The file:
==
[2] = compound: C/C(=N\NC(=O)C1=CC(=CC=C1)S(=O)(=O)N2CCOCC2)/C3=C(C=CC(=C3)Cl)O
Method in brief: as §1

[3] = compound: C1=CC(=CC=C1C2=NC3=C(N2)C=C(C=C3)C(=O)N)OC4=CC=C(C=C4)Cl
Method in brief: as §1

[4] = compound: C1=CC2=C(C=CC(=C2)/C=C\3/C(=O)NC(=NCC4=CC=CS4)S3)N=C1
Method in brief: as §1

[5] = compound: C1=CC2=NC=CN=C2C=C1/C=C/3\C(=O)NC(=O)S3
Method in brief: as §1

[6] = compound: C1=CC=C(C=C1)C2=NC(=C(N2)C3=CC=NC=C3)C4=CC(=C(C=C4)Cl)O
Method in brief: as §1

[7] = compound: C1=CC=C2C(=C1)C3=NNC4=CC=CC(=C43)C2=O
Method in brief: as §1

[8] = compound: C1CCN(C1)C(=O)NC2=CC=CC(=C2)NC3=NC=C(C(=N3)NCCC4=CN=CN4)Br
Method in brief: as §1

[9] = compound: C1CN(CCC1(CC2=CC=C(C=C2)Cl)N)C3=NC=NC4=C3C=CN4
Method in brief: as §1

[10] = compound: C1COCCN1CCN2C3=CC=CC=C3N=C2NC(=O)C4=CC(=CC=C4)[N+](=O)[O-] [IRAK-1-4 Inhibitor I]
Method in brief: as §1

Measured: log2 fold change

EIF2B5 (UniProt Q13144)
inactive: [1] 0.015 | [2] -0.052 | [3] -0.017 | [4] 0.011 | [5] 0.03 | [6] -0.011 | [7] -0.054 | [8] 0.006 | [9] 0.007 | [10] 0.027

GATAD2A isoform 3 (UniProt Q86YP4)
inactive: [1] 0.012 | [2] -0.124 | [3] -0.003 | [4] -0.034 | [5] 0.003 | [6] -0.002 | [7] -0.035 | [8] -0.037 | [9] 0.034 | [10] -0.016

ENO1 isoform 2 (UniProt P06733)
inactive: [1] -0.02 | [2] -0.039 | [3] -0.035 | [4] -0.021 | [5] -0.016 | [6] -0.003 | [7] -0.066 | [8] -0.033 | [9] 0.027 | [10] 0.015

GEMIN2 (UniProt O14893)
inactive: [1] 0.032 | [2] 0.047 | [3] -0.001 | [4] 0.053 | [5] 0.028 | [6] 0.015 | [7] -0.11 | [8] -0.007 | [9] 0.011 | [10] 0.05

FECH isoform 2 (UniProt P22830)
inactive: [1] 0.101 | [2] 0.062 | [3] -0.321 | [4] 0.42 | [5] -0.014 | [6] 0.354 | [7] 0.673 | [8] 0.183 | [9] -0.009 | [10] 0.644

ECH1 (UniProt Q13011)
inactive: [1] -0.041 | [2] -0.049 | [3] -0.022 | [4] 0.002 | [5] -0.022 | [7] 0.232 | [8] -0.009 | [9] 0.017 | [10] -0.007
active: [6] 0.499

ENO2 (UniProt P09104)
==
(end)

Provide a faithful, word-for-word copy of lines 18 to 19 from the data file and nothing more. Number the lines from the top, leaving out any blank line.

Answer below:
Method in brief: as §1

Measured: log2 fold change